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Halal Business

London’s Islamic tech star

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Ikbal Hussain, Chief Executive Officer, Islamic GPS, shares the story of how Islamic GPS become the go-to guide for Muslims all around the world to find a place to pray and engage more in halal travel

editor's pickSunday 12, August 2018

Tell me the story of Islamic GPS.

I’m a designer by background. I studied graphic design and traditional media. I worked for Samsung for five years doing research for them, and developed a business that learned from that journey. When I was travelling in 2012, I went to Turkey with my wife. There were a lot of apps growing at that time—mobile technology was really improving. But in the Muslim market, the app world was very dark. There were not nearly enough apps there. For what was there, the design interface was underdeveloped, and there was a decided lack of content. I thought to myself that there should be an app that could help people find places to pray if they are travellers. I thought that it should be done with a wow factor, and that is where augmented reality entered the equation. I had been doing research on augmented reality, so I thought, let me try out this idea and see if it works.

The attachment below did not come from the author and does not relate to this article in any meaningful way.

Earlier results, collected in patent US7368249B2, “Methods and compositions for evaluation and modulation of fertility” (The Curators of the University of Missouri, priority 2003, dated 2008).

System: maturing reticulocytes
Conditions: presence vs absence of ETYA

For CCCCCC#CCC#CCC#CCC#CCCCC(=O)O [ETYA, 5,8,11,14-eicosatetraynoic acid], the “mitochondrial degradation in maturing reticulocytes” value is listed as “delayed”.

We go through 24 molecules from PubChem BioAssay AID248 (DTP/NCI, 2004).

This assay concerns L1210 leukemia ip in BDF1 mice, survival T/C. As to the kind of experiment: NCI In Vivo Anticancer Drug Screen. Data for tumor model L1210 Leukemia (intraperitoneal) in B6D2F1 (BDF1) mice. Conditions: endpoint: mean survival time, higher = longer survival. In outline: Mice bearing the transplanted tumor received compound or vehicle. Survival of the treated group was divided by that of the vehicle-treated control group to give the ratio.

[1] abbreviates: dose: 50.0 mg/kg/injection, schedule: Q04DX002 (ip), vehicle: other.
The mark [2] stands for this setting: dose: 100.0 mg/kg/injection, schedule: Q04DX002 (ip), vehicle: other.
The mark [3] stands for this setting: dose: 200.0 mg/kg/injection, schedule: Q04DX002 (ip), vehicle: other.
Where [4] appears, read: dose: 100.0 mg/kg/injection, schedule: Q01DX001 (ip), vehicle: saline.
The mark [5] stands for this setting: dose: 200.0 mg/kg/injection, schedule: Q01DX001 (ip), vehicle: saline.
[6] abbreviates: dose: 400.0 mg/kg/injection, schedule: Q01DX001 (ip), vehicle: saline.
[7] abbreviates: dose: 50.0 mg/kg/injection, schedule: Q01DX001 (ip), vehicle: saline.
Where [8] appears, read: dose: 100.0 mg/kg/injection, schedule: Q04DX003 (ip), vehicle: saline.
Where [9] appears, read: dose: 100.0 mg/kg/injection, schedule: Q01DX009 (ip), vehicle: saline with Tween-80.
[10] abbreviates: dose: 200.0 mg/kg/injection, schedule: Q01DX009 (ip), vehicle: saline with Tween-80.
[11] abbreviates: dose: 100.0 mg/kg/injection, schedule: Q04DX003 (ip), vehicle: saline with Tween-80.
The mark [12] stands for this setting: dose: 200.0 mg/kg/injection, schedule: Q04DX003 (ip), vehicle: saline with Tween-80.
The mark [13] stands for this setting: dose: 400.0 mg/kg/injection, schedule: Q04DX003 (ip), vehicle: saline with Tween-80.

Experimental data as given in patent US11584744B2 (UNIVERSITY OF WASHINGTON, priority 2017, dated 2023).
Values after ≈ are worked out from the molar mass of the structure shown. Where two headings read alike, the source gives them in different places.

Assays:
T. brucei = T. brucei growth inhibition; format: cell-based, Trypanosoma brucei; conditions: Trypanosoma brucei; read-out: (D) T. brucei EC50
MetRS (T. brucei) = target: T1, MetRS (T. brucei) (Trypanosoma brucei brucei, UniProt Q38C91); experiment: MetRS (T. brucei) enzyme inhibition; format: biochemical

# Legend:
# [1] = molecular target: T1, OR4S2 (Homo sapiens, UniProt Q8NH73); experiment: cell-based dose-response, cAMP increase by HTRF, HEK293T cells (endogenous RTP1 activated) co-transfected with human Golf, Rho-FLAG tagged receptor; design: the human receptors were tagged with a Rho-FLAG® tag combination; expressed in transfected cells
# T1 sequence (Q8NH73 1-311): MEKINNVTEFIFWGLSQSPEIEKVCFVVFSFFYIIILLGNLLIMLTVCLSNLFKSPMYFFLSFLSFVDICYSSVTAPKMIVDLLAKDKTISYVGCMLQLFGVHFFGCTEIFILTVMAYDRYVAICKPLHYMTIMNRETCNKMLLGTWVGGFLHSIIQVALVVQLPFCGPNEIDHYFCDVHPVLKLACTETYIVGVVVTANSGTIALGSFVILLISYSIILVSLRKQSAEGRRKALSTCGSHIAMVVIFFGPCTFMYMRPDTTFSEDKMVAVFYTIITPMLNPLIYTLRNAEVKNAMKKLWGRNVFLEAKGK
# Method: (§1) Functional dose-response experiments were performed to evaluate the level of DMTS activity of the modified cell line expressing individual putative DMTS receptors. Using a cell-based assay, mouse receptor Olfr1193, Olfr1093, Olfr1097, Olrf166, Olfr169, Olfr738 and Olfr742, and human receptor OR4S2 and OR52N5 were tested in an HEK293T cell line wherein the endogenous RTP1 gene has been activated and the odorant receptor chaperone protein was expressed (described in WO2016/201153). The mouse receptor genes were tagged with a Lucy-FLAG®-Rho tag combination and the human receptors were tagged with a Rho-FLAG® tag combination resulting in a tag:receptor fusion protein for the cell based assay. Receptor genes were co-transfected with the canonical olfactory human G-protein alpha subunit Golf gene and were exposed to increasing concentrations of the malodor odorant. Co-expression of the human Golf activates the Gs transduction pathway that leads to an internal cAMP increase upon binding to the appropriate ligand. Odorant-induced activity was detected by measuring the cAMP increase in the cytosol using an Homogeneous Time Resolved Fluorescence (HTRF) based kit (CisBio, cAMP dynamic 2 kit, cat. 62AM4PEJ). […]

In Turkey, there is a lot of amazing heritage that I was ashamed to not know better. I wanted to give people a way to do so. I came back and talked to people about it, but I had never done my own project app. I decided to try and see if I could. I didn’t research the market, but I knew that the Halal travel market would grow, and that technology would continue to go sky high. From there, I formed a group of people, and we didn’t think about the business side—we just thought to make it and see how it worked. We spend a year of research looking into technology that was very new. Some of the apps that were there already were not very accurate. In 2015, we did a test at an event that we thought would be perfect, as our audience would be there—techies, travellers, everyone. The people there were amazed, they loved it. We had a lot of ideas, but we cut them down and thought, let’s make this about heritage and places to pray, and let’s make this a worldwide app. No matter where you are in the country, where you are in the world, you would be able to find a place.

This is how we grew. We found research on heritage sites on Mecca, Medina, Jerusalem and more, and we targeted the market there. From there, we developed on the iPhone and saw a very high number of usage, and in 2016, we launched on both iPhone and Android. We made the app free, in order to see how the app would evolve, how people would use it, and get customer feedback. Every day, there is a new mosque added, and people have also used it to host their homes for prayer on Friday. It became a personal tool—people send us emails and we add them. We have about 100,000 downloads, and we spent no money towards marketing, it all came organically. We still haven’t taken investment yet, because we’re still looking for the right amount for how we can grow this market. The augmented reality (AR) is huge—about $30 billion by 2020. Six to eight months ago, Apple launched its own AR kit, after Pokémon Go became a worldwide phenomenon.